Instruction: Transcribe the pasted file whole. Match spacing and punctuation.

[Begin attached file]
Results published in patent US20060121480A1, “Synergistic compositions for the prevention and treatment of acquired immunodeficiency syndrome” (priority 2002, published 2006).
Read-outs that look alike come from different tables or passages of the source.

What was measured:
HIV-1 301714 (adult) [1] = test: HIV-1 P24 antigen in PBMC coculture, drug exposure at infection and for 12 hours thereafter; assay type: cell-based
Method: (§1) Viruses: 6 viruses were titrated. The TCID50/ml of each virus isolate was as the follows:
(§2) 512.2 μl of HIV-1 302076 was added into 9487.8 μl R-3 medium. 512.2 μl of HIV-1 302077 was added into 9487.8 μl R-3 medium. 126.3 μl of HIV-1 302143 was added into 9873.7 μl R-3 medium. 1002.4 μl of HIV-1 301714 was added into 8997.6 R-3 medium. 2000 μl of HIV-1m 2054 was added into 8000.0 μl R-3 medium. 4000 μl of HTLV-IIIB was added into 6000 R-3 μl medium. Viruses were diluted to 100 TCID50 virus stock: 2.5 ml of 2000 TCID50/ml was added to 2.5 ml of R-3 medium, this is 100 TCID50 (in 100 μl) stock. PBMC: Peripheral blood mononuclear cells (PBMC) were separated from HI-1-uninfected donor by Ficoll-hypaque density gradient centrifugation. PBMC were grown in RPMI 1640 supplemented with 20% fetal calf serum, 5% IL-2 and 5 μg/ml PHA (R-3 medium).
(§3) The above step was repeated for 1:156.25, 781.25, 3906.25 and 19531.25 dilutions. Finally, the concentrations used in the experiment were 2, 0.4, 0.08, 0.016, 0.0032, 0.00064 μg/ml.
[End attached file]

Results published in patent US20060121480A1, “Synergistic compositions for the prevention and treatment of acquired immunodeficiency syndrome” (priority 2002, published 2006).
Read-outs that look alike come from different tables or passages of the source.

What was measured:
HIV-1 301714 (adult) [1] = test: HIV-1 P24 antigen in PBMC coculture, drug exposure at infection and for 12 hours thereafter; assay type: cell-based
Method: (§1) Viruses: 6 viruses were titrated. The TCID50/ml of each virus isolate was as the follows:
(§2) 512.2 μl of HIV-1 302076 was added into 9487.8 μl R-3 medium. 512.2 μl of HIV-1 302077 was added into 9487.8 μl R-3 medium. 126.3 μl of HIV-1 302143 was added into 9873.7 μl R-3 medium. 1002.4 μl of HIV-1 301714 was added into 8997.6 R-3 medium. 2000 μl of HIV-1m 2054 was added into 8000.0 μl R-3 medium. 4000 μl of HTLV-IIIB was added into 6000 R-3 μl medium. Viruses were diluted to 100 TCID50 virus stock: 2.5 ml of 2000 TCID50/ml was added to 2.5 ml of R-3 medium, this is 100 TCID50 (in 100 μl) stock. PBMC: Peripheral blood mononuclear cells (PBMC) were separated from HI-1-uninfected donor by Ficoll-hypaque density gradient centrifugation. PBMC were grown in RPMI 1640 supplemented with 20% fetal calf serum, 5% IL-2 and 5 μg/ml PHA (R-3 medium).
(§3) The above step was repeated for 1:156.25, 781.25, 3906.25 and 19531.25 dilutions. Finally, the concentrations used in the experiment were 2, 0.4, 0.08, 0.016, 0.0032, 0.00064 μg/ml.